Rationale of imaging Clinical data of the patient. ERCP/MRCP Biliary colic Ultrasound Epigastric pain with high serum amylase CT Flank pain with haematuria US NECT/IVP jaundice US Focal hepatic lesion No biliary duct dilatation Biliary dilatation Triphasic CT/MRI Pre/hepatic haundice ERCP/MRCP
Plain abdominal films Stones detection. Calcifications. Air under diaphragm.
Bony lesions :Lytic lesion in upperlumbar vertebra .
Abdominal trauma On evaluation, urgent life-threatening injuries, such as a large hemoperitoneum, a large or tension pneumothorax, or active arterial extravasation, should be sought out first. This should be followed by a thorough interrogation for injury of the abdomen and pelvis: liver and right paracolic gutter; spleen and left paracolic gutter; upper abdominal organs, arterial tree; retroperitoneum; small bowel, colon, and mesentery.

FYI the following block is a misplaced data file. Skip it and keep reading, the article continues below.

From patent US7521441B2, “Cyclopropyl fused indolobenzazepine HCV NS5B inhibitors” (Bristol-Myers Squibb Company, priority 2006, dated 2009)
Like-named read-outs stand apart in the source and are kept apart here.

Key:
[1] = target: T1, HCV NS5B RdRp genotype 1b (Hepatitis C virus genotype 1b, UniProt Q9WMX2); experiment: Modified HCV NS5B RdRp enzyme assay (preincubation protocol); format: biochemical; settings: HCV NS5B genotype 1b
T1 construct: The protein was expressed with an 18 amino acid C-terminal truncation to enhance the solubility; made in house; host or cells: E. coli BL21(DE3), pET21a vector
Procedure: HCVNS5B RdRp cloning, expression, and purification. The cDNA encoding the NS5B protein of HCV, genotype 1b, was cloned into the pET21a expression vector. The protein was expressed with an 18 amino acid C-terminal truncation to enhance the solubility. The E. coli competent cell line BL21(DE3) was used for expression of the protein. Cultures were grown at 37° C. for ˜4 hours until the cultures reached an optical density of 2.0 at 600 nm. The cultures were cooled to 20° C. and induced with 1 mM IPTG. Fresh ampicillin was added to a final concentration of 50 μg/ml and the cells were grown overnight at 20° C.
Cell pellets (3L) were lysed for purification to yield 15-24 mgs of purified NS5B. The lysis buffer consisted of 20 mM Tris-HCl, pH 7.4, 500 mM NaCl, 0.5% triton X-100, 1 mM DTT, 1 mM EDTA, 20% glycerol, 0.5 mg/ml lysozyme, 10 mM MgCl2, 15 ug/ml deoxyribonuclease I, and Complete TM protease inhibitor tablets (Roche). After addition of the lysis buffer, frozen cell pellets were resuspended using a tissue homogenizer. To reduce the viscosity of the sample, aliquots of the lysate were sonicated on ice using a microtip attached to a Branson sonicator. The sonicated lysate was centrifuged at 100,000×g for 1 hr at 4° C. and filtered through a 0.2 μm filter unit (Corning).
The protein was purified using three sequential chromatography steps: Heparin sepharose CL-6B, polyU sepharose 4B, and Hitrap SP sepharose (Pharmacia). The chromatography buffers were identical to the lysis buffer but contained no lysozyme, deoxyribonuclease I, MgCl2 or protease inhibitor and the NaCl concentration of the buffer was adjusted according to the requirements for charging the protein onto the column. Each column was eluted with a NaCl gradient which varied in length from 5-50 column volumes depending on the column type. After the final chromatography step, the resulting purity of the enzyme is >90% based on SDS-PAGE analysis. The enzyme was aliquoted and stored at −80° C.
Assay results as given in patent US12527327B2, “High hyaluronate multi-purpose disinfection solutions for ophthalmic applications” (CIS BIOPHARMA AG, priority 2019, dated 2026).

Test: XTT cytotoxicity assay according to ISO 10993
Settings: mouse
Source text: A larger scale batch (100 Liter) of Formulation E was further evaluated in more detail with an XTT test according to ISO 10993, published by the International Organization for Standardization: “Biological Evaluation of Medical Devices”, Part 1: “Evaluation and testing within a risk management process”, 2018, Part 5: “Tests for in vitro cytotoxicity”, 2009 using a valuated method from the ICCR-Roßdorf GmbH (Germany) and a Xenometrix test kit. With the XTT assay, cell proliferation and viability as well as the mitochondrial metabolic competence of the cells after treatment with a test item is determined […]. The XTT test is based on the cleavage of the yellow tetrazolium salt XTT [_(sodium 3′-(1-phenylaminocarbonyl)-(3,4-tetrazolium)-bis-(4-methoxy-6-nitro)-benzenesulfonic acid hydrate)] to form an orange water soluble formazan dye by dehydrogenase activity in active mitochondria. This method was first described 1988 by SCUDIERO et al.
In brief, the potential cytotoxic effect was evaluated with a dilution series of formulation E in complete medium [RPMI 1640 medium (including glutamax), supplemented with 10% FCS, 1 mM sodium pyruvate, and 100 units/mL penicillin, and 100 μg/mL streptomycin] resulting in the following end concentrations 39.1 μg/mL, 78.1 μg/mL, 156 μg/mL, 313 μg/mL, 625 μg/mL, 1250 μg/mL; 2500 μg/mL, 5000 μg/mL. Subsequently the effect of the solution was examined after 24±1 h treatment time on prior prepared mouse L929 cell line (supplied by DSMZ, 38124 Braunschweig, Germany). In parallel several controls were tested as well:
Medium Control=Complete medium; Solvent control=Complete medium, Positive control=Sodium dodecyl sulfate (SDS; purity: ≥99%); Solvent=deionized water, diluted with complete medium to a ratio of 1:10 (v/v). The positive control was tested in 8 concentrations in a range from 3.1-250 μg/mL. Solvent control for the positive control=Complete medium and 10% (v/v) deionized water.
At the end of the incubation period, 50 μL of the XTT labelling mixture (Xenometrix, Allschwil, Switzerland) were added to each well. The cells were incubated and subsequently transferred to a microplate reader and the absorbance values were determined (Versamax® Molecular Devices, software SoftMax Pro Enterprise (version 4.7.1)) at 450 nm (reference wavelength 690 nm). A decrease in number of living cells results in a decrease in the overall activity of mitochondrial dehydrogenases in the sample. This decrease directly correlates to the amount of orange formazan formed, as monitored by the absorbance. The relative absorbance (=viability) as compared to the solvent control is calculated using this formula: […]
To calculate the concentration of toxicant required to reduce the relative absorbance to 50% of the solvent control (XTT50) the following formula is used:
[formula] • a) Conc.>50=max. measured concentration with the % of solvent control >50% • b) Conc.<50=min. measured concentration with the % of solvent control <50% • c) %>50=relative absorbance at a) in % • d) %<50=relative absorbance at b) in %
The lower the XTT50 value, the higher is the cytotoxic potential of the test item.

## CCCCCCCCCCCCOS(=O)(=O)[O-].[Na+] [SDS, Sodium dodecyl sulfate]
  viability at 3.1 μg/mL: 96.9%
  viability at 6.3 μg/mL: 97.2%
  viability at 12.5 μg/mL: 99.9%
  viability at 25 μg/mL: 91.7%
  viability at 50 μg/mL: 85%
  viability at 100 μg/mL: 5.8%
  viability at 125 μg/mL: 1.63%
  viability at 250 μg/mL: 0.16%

liver trauma 4-cm-thick subcapsular hematoma associated with parenchymal hematoma
Renal injury Subcapsular and perinephric haematoma.
Splenic trauma Splenic lacerations with perisplenic haematoma
Clinical evaluation of the patient is the first step in the diagnosis. Choose the appropriate imaging modality.